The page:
Something that took us by surprise on our recent trip to Phuket was the island’s scenic overlooks. Like any first-time visitor, we fully expected to explore some pretty beaches. But what we hadn’t realized was that we could admire the beautiful coastline and sprawling seascape from an entirely different perspective. That is, one that was far above sea level and didn’t involve getting ourselves (or our camera gear) sandy. In the span of a few hours, we visited three viewpoints in Phuket’s southwestern corner and managed to snap some of our favorite photos to date.
So where did we go to? Of the dozen or so ‘official’ viewpoints in Phuket, we visited Cape Phromthep, Windmill Viewpoint, and Karon Viewpoint. They were easy to find on our own (we drove there ourselves rather than join a tour group) and they were close to one another, making it a pretty effortless trip that was squeezed in one morning when the sky was clear.
A note about the weather: it can really make or break sightseeing in Phuket. We got really lucky on this particular outing because the previous five days had been wet and dreary. But on this day the skies were crystal clear and naturally enhanced the panoramic views.
Phromthep Cape (Laem Phromthep)
One of the most famous viewpoints in Phuket is Phromthep Cape. It’s on postcards, in magazines, and is a popular stop among many of Phuket’s island tours.
Why so famous? This cape has a reputation for having the best sunset views on the island. Perhaps it does, but we visited it far too early in the day to experience that for ourselves.
That being said, Phromthep Cape was no less beautiful when we visited in the morning.
The cape is a small peninsula that juts out from the southwestern tip of Phuket. However, the main viewing area is an expansive, multi-tiered overlook that’s set back a bit and provides plenty of room for visitors to sprawl out. From behind the stone walls and sky-high palm trees, there’s a panoramic view of the cape, the Andaman Sea, the neighboring islands of Koh Kaeo Yai and Koh Kaeo Noi, and Nai Harn Beach.
If you want to get away from other visitors, you can escape the main viewing area and walk down a small dirt path that winds down the cape. This is one of the best locations for a sunset photo since most visitors stay behind on the main viewing platform.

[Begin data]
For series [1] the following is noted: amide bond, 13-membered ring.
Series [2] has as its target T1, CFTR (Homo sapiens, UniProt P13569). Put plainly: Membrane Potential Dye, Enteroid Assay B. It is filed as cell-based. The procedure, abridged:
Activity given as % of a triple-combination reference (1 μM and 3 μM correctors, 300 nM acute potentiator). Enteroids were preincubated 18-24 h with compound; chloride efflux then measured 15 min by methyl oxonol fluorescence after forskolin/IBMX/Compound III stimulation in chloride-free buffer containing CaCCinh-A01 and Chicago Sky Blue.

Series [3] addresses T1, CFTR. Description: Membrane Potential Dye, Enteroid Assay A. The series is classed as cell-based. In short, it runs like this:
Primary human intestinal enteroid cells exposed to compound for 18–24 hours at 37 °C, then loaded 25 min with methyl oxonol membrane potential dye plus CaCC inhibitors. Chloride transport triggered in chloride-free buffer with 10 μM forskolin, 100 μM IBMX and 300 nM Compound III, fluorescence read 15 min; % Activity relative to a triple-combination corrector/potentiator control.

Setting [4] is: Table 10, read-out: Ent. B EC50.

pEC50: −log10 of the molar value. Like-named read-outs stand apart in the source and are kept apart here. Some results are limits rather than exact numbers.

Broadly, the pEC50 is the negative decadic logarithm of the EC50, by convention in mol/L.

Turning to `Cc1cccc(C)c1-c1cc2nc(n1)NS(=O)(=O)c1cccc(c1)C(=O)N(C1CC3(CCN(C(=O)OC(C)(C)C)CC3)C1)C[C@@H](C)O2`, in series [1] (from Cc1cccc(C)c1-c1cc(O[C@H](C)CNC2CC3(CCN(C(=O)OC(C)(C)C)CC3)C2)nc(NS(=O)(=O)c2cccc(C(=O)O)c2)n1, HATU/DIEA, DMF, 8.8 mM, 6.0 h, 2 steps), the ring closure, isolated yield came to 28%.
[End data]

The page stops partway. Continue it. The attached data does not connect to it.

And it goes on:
At the viewpoint’s highest point there’s an elephant shrine home to hundreds of elephants of all different sizes and colors. There’s also the Golden Jubilee Lighthouse, which you can climb up inside for a slightly higher and more isolated view. Down near the parking lot are restrooms and a string of vendors selling your standard beach paraphernalia and tasty chilled treats.
This viewpoint gets its name after the sleek, three-bladed wind turbine that’s at the top of the hill. But let’s be clear – we didn’t go for the windmill.
This was, hands down, our favorite viewpoint. And to think that we were originally going to drive right passed it on our way from Phromthep Cape to Karon Viewpoint.
The views were gorgeous. Here, see for yourself. This one is looking down on Ya Nui Beach with Phromthep Cape far in the distance.
And the colors – they just popped. We were lucky to have visited on such a clear day. If it had been overcast or hazy, it wouldn’t have been the same.
Standing there, high above that cove, was peaceful. We’ve experienced a similar feeling while trekking on the side of Doi Inthanon and peering down at the valley below.
Why the Windmill Viewpoint is not more popular is beyond us. There were only six or seven other people there when we visited. Not that it could hold much more than that because there was no parking lot. That is unless you count the small one near the windmill’s maintenance building. There was only one vendor at the viewpoint: a friendly Thai man, whipping up some fresh fruit smoothies from his motorbike stall.
The Karon Viewpoint is another one of the more popular viewpoints in Phuket. It’s actually right on the border of the Rawai and Karon Districts. What’s particularly interesting about this overlook is the angle, which allows you to see three swooping beaches and the colorful town below.
From where we were standing, we could peek out through the trees for a view of Kata Noi Beach (nearest), is Kata (Yai) Beach (middle), and then Karon Beach (furthest away). The infamous Patong Beach is just on the other side of the distant hills.
This viewpoint had several 10-seater vans in its parking lot, a telltale sign that it’s frequently visited by Phuket’s tour companies. But there were no more than twenty people there when we visited around lunchtime. This viewpoint also has restrooms and a friendly Thai guy selling handmade jewelry made of intricate seashells and semi-precious stones.
Do a little self-exploration of Phuket’s viewpoints
We visited Phromthep Cape, the Windmill Viewpoint, and the Karon Viewpoint in just a few hours. Afterward, we stopped for lunch at one of the handful of restaurants on a cliff overlooking the Kata Noi Beach. Although it had a fantastic view, the particular restaurant we ate at wasn’t anything to write home about. Still, the views were incredible and you may have better luck than we did.
We went home after having lunch, but if we could do it all over again, we’d do something like this (starting at the bottom of the island):
- Phromthep Cape
- Windmill Cape + Fruit Smoothie
- Karon Viewpoint
- Lunch overlooking Kata Noi Beach
- Big Buddha
- Cape Panwa
This impromptu trip turned out to be one of our best days on the island. For the cost of a liter or so of gas, a few fruit smoothies, and lunch, we snagged some incredible photos and can now add these places to our ‘Thailand Favorites’ list. These three viewpoints in Phuket are something that we think anyone should do on your next visit to the area.